Although students in any course are normally expected to reason in a logical manner, courses emphasizing this capability will include a significant component in which students self-consciously reflect on the forms of reasoning and their properties. Logical reasoning can be either deductive or inductive in nature, the key difference being that in the latter case conclusions are not understood to follow necessarily from given premises. Courses that emphasize this capability teach students to:
- recognize or construct formally valid forms of deductive argument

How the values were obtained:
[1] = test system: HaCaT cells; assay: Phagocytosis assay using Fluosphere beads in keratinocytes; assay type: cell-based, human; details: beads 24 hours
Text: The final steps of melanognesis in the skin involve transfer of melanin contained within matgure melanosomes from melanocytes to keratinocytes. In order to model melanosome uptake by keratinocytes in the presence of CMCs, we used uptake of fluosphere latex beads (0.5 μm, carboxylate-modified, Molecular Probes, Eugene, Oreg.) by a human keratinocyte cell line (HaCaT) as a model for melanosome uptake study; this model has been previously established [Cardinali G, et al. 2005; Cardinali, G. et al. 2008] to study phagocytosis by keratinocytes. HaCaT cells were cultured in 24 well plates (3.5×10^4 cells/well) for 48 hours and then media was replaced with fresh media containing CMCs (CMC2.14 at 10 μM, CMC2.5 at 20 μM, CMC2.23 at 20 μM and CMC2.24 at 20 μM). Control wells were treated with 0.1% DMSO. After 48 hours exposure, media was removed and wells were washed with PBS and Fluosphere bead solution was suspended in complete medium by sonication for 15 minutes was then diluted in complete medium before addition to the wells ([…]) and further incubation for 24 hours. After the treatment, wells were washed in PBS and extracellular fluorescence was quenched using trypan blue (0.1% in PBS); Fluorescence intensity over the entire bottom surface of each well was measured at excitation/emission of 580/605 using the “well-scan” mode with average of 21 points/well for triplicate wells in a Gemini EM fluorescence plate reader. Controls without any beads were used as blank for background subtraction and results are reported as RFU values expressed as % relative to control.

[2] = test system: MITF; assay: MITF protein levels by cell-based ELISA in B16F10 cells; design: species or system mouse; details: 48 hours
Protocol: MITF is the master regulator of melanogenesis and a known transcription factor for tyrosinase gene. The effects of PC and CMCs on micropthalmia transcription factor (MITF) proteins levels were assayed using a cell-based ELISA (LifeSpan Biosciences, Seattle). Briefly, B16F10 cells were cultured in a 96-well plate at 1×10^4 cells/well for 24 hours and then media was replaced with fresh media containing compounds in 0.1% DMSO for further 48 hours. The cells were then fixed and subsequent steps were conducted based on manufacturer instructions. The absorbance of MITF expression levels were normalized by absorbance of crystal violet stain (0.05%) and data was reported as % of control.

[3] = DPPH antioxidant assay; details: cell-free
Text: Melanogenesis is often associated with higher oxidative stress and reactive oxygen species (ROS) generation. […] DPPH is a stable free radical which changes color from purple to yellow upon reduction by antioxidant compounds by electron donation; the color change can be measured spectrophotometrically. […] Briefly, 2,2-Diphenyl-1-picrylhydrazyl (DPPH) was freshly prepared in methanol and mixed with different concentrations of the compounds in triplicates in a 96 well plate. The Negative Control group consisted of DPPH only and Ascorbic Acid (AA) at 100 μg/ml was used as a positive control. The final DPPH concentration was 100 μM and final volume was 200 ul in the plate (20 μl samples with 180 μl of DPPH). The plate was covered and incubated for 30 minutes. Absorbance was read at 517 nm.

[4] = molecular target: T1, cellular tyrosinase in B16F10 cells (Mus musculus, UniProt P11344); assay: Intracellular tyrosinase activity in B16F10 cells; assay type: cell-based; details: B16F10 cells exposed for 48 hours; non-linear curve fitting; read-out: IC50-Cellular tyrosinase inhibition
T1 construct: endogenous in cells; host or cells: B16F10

- identify elements that increase or decrease the cogency of inductive arguments
- detect logical fallacies
- make formally correct arguments.
Deductive arguments include syllogisms and arguments by contradiction; forms of inductive reasoning include statistical inference and argument by analogy. Education in logical argumentation should involve oral or written exercises evaluated for analytical coherence as well as content, and so would require more than the uncritical application of given formulas, algorithms, or computer programs.